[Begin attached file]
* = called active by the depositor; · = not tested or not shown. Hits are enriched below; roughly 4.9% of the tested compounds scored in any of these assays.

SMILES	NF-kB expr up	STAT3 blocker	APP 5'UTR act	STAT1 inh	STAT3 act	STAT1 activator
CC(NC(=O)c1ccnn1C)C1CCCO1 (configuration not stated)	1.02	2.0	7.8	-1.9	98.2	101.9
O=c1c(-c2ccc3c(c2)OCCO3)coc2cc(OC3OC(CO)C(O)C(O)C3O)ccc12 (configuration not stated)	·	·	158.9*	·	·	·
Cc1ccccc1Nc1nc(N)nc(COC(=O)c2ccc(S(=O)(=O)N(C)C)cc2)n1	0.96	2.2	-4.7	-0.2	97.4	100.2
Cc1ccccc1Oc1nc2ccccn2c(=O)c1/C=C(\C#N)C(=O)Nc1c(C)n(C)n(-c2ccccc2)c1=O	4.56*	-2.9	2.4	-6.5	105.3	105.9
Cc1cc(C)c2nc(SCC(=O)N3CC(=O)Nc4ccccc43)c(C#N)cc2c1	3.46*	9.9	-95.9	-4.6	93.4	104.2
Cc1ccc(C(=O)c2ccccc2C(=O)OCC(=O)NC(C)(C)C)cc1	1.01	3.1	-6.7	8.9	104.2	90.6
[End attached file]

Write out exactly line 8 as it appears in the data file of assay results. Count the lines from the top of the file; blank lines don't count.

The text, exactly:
Cc1ccc(C(=O)c2ccccc2C(=O)OCC(=O)NC(C)(C)C)cc1	1.01	3.1	-6.7	8.9	104.2	90.6